We had a strange dynamic with our writing: outwardly supportive but not involved in the particulars. We talked about literature all the time but we didn’t read each other’s work or offer notes. We were each a source of anxiety for the other, but also of confidence, in equal if fluctuating measures. To say we were competitive is surely true, but it would miss something more interesting: Rob and I wholeheartedly wanted the best for each other, while also feeling stressed out by the prospect of being exceeded by the other.

Vivid in my memory is an answering-machine message he once left that starts with the exultant but gently delivered news that he had placed a story at a magazine of note, where I had also published, suggesting we get together to celebrate. Then, as though he had run out of things to say but didn’t want to put the phone down, he concluded with what almost felt at the time like a taunt: “How about that, Jack?”

Rob’s death was so abrupt that I still remain stunned: the swearing off drugs, the drunken relapse, the overdose, the discovered body, and suddenly, the groomsmen at his wedding reassembling six months later to be ushers at his funeral. These days, my friendships with other writers are more cordial, even delicate, as though we have seen enough people burst into flames and then go up in smoke that we appreciate the fragility of the other person’s presence. I have never been able to write properly about my friend Rob or that time in my life. Instead, I smuggle mentions of him into various pieces of writing, as I am doing here, as though I can only see him in memory through eclipse glasses.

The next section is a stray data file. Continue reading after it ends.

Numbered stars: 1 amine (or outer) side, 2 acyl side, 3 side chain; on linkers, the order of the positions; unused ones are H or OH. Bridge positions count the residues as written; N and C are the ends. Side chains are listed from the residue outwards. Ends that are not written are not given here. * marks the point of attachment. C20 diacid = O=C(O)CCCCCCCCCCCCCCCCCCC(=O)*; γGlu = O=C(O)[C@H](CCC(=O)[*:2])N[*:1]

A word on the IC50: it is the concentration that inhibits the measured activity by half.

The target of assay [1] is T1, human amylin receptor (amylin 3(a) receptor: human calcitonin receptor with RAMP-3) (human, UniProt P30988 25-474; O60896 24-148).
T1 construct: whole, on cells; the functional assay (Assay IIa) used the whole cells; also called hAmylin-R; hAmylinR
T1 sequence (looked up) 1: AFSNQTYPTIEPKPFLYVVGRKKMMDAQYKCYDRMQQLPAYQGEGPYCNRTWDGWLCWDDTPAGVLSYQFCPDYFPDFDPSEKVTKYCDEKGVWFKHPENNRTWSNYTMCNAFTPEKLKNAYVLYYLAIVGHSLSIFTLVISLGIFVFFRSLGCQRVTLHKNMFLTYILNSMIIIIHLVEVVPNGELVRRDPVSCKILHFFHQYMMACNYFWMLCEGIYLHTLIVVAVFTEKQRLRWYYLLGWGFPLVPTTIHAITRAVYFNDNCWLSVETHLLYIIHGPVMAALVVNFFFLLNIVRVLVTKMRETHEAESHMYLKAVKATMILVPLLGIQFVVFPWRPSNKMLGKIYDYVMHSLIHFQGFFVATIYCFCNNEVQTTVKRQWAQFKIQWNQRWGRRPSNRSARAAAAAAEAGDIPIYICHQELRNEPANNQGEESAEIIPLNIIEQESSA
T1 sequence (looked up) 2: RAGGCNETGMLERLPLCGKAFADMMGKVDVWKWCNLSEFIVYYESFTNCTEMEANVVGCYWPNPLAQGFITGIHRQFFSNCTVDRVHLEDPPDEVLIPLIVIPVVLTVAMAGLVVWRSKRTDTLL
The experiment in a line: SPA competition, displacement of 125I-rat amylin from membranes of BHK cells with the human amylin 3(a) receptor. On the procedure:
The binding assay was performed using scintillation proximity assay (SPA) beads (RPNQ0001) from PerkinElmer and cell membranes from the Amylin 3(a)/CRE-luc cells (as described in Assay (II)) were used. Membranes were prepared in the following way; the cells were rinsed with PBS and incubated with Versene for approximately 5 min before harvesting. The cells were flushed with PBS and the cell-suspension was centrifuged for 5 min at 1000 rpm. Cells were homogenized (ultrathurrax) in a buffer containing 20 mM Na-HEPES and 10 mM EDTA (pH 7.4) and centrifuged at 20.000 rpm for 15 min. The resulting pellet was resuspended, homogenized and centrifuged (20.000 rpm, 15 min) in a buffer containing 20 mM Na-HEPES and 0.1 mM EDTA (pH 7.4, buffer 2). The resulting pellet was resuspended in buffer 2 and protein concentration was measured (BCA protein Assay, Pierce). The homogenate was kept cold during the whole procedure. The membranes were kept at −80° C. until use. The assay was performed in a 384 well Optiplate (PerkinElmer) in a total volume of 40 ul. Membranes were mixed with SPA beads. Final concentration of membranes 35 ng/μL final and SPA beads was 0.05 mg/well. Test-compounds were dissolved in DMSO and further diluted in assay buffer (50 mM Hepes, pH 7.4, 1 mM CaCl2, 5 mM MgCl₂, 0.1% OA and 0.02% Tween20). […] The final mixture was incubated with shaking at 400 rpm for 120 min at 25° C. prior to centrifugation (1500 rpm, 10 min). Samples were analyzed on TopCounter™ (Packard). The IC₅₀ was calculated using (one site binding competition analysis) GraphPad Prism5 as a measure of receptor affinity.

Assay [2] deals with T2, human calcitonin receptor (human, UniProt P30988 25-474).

It might be this dynamic, above all, that prompted my visceral response and repeat visits to “Manet/Degas.” The mysteries of the artists’ friendship were most conspicuous in a gallery devoted to two paintings, side by side, one by Manet and one by Degas. They are variations on a theme: In each, a woman is seen in profile playing the piano.